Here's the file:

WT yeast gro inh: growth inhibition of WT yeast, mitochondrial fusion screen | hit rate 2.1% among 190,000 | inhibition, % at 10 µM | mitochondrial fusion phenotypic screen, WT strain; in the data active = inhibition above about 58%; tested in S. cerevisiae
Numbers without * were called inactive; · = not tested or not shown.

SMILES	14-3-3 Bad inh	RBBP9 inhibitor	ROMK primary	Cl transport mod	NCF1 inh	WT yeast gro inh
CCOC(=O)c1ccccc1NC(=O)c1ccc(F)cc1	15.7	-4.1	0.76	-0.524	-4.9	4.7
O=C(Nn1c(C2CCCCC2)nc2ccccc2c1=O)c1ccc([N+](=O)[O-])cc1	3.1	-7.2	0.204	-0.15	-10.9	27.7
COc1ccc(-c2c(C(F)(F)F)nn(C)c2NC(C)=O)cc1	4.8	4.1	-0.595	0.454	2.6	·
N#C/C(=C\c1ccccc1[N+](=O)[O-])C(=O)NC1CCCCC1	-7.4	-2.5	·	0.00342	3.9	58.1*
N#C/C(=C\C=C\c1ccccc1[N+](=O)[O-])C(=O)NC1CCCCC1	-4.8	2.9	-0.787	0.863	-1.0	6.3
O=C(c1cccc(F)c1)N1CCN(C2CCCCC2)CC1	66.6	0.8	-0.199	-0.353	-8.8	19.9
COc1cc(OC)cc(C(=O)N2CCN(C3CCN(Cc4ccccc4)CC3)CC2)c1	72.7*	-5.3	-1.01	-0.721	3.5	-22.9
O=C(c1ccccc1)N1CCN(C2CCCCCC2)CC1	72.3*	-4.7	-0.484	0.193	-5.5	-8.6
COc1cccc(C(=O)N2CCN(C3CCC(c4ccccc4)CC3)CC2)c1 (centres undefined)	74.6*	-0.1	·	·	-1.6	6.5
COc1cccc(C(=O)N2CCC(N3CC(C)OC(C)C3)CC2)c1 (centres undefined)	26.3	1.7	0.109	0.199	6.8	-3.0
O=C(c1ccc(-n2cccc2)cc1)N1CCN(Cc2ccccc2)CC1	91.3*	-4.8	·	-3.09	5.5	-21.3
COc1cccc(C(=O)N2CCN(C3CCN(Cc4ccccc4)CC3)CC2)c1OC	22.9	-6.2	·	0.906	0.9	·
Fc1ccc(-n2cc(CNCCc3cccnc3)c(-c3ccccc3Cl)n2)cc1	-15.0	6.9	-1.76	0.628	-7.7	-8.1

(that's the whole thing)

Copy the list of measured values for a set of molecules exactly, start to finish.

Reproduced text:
WT yeast gro inh: growth inhibition of WT yeast, mitochondrial fusion screen | hit rate 2.1% among 190,000 | inhibition, % at 10 µM | mitochondrial fusion phenotypic screen, WT strain; in the data active = inhibition above about 58%; tested in S. cerevisiae
Numbers without * were called inactive; · = not tested or not shown.

SMILES	14-3-3 Bad inh	RBBP9 inhibitor	ROMK primary	Cl transport mod	NCF1 inh	WT yeast gro inh
CCOC(=O)c1ccccc1NC(=O)c1ccc(F)cc1	15.7	-4.1	0.76	-0.524	-4.9	4.7
O=C(Nn1c(C2CCCCC2)nc2ccccc2c1=O)c1ccc([N+](=O)[O-])cc1	3.1	-7.2	0.204	-0.15	-10.9	27.7
COc1ccc(-c2c(C(F)(F)F)nn(C)c2NC(C)=O)cc1	4.8	4.1	-0.595	0.454	2.6	·
N#C/C(=C\c1ccccc1[N+](=O)[O-])C(=O)NC1CCCCC1	-7.4	-2.5	·	0.00342	3.9	58.1*
N#C/C(=C\C=C\c1ccccc1[N+](=O)[O-])C(=O)NC1CCCCC1	-4.8	2.9	-0.787	0.863	-1.0	6.3
O=C(c1cccc(F)c1)N1CCN(C2CCCCC2)CC1	66.6	0.8	-0.199	-0.353	-8.8	19.9
COc1cc(OC)cc(C(=O)N2CCN(C3CCN(Cc4ccccc4)CC3)CC2)c1	72.7*	-5.3	-1.01	-0.721	3.5	-22.9
O=C(c1ccccc1)N1CCN(C2CCCCCC2)CC1	72.3*	-4.7	-0.484	0.193	-5.5	-8.6
COc1cccc(C(=O)N2CCN(C3CCC(c4ccccc4)CC3)CC2)c1 (centres undefined)	74.6*	-0.1	·	·	-1.6	6.5
COc1cccc(C(=O)N2CCC(N3CC(C)OC(C)C3)CC2)c1 (centres undefined)	26.3	1.7	0.109	0.199	6.8	-3.0
O=C(c1ccc(-n2cccc2)cc1)N1CCN(Cc2ccccc2)CC1	91.3*	-4.8	·	-3.09	5.5	-21.3
COc1cccc(C(=O)N2CCN(C3CCN(Cc4ccccc4)CC3)CC2)c1OC	22.9	-6.2	·	0.906	0.9	·
Fc1ccc(-n2cc(CNCCc3cccnc3)c(-c3ccccc3Cl)n2)cc1	-15.0	6.9	-1.76	0.628	-7.7	-8.1